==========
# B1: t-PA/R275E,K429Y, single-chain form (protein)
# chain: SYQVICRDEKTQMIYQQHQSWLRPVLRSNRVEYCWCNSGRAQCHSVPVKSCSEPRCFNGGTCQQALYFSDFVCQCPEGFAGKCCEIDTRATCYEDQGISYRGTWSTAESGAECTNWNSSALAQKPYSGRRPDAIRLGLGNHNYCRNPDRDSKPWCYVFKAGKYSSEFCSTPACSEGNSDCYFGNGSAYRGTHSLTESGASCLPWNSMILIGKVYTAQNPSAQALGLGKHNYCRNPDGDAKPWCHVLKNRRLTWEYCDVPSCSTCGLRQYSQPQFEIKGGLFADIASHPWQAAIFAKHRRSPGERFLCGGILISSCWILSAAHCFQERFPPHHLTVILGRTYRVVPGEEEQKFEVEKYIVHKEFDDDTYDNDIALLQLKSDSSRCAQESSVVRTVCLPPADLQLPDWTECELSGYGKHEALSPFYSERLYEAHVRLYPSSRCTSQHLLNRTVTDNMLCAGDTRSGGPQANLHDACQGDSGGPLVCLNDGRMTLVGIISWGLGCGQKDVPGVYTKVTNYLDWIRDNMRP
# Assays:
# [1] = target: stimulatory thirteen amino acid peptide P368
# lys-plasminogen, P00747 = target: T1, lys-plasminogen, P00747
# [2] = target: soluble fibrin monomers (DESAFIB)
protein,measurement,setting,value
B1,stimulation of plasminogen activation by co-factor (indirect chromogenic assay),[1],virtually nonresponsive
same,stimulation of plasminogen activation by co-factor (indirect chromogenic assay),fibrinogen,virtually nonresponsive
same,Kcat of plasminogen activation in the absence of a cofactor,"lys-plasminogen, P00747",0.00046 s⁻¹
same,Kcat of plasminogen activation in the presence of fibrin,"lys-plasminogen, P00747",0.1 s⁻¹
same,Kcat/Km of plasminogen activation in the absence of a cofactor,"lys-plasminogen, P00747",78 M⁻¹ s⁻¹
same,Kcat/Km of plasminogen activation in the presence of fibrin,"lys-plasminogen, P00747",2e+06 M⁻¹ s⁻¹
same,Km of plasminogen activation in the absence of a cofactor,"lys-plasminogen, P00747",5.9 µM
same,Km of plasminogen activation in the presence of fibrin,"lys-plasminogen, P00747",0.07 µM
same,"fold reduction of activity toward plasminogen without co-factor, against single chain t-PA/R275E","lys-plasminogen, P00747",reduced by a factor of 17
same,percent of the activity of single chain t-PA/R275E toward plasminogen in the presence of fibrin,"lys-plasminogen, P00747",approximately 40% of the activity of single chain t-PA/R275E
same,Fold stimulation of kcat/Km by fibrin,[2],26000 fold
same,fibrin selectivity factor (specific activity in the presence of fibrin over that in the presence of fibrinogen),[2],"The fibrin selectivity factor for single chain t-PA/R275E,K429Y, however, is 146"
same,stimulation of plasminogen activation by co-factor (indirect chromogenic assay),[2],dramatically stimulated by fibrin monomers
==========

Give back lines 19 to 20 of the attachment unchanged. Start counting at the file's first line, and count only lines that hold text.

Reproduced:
same,fibrin selectivity factor (specific activity in the presence of fibrin over that in the presence of fibrinogen),[2],"The fibrin selectivity factor for single chain t-PA/R275E,K429Y, however, is 146"
same,stimulation of plasminogen activation by co-factor (indirect chromogenic assay),[2],dramatically stimulated by fibrin monomers